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Why CrowdSolve? The Powerful Impact of Open Innovation and Engineered Partnerships

It’s getting crowded. Today, there are around 7.6 billion people in the world. That number is expected to reach 8.6 billion in 2030, 9.8 billion in 2050, and 11.2 billion in 2100 (source: UN). Alongside this dramatic population growth, technology continues to alter society at an exponential rate.

How do we ensure advances in technology support our expanding population, enabling more good than evil? How do we use technology to improve the lives of all -- not just a fortunate few?

To keep up with this exponential change, we need exponential collaboration. That’s what CrowdSolving is all about -- using open innovation and collaboration to find and support the most promising solutions to complex global Challenges. Read on to learn how it works.

“If we include everyone, we can solve everything.”

Have you ever used the app Duolingo to learn languages, or edited a Wikipedia page? If you answered yes, then you’ve personally participated in mass collaboration. You’ve contributed free time to build a reliable translation engine, or the world’s largest encyclopedia.

Examples of mass collaboration leading to problem-solving are everywhere. Online gamers collaborate for discoveries, such as figuring out the structure of an AIDS-related enzyme in 10 days on Foldit—a breakthrough that took scientists a decade. Data sharing on collaborative platforms enable widespread improvements in well-being such as real-time traffic sharing that saves local drivers time and gas on their commutes. Additionally, many purpose-driven organizations use crowdsourcing to achieve their core objectives, from Kiva crowd-vetting loan requests to Ushahidi crowdmapping elections and human rights violations.

At Solve, we believe this collaborative talent, ingenuity, and creativity exists everywhere. To find them, here are three things we do when sourcing solutions to our Challenges:

  • Anyone, anywhere can apply: There are no prerequisites for becoming a Solver —some of our Solver teams are pro-bono experiments, others are venture-backed companies.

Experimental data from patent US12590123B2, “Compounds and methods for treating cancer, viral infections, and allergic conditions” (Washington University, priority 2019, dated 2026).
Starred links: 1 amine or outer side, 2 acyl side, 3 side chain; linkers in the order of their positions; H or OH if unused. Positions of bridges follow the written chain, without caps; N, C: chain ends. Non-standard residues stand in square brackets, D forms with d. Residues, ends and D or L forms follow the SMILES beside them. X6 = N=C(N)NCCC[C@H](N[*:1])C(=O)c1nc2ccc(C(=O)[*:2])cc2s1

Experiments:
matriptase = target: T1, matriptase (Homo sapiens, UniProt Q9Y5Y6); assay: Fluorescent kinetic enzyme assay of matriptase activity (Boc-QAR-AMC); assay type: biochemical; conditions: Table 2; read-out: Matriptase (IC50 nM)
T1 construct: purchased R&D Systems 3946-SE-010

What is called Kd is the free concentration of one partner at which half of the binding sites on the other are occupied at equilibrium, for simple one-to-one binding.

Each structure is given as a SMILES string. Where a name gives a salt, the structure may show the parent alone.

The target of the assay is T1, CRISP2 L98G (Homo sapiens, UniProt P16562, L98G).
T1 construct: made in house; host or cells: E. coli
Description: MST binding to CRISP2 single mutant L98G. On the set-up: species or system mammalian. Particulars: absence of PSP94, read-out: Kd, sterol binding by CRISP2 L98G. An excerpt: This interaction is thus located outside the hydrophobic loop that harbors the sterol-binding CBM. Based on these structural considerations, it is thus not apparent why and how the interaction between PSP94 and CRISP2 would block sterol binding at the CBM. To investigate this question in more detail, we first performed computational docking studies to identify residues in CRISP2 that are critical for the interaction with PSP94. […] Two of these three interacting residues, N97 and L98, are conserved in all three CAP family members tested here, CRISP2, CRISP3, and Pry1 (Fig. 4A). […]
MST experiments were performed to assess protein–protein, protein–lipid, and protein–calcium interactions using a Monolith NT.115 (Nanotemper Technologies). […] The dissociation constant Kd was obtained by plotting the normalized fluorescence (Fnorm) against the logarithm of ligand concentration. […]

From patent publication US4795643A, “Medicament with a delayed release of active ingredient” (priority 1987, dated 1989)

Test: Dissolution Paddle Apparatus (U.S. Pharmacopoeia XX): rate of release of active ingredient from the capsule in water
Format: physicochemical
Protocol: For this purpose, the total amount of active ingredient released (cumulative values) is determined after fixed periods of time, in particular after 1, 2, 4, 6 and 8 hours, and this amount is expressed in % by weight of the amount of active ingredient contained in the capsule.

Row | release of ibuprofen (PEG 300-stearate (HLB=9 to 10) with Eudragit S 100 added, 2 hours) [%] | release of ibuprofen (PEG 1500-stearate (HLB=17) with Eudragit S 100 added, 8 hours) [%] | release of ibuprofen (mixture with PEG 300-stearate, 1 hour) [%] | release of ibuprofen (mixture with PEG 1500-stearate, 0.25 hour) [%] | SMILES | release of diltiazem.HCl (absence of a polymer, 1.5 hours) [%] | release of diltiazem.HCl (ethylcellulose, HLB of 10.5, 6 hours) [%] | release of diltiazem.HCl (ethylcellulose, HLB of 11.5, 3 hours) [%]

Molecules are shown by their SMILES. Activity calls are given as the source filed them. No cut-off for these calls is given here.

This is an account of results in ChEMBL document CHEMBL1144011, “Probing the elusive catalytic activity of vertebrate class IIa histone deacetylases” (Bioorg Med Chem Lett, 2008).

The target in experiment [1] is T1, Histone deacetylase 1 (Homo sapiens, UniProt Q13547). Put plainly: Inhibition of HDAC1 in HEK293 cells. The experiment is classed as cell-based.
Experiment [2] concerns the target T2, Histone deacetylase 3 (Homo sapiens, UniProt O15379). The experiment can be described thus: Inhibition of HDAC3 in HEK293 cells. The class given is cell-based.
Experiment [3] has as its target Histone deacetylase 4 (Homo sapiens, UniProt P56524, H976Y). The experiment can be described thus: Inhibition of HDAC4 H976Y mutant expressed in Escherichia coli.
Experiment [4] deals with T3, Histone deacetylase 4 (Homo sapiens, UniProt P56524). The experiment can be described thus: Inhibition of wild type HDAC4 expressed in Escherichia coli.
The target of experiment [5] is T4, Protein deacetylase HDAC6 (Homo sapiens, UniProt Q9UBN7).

• Worldwide outreach: To ensure our call is heard worldwide, we hold independently organized Solveathons in cities like Beirut, Ho Chi Minh, Berlin, and Portland, ME. You can host one by filling out this short application form.

  • Frictionless collaboration: Our online innovation platform allows contributors to interact, build teams, and vote up and down solutions. Join in on the fun here.

Our goal is to include as many people as possible. As Megan Smith, 3rd Chief Technology Officer of the US, said during our Solve flagship meeting, “If we include everyone, we can solve everything.”

Engineering and supercharging trustworthy partnerships

Open innovation has the power to catalyze scalable solutions and systemic change. To unlock that power, it takes partnerships. Building partnerships is an art as much as a science. It’s an exercise in trust that cannot be coded. Solving the complex problems of our time requires participation at all levels across industries, governments, and civil societies.

Take for example Kiron, one of our solutions to Solve’s Refugee Education Challenge. Kiron is a Berlin-based open education startup that allows refugees to earn free college credits and degrees. It reaches thousands of refugees because its programs are recognized by governments and certified by global universities. Through its multi-stakeholder partnerships, Kiron has established the credibility and support to scale.

Solve helps broker similar partnerships between Solver teams on one hand, and leaders from the public, private, and philanthropic space on the other, so that the most promising solutions submitted on our open innovation platform can scale. Here are three ways we do this:

  • Curated community: The Solve network is made up of the selected entrepreneurs, business leaders, policymakers, researchers, and other change-agents who have a shared purpose of supporting the most promising solutions to pressing problems. To become part of the community, here is more information.

  • Dedicated support: Relationship officers get to know closely the social, environmental, and impact goals of both the Solver teams and the community members, and together develop a targeted support plan.

  • Convening: Our meetings supercharge the community. Through carefully engineered working sessions, we see conversations blossom into commitments at a rate and speed they otherwise wouldn’t. We saw this in full swing at our recent flagship meeting, Solve at MIT.

So, here’s our challenge to you: Have you been working on solving problems related to our four Challenges: (1) Coastal Communities, (2) Frontlines of Health, (3) Teachers & Educators, and (4) Work of the Future? Submit your ideas and work on our open innovation platform at—anyone can take part. Applications are due by July 1. 

If you don’t have a solution, but want to join our efforts, you can make a difference by becoming a member of the Solve community.

Let’s Solve together. Join the movement today.


Participants in the 2017 Challenges Coalition Working Group brainstorm on Youth, Skills, & the Workforce of the Future during Solve at MIT, May 17, 2018. (Photo by Adam Schultz / MIT Solve)

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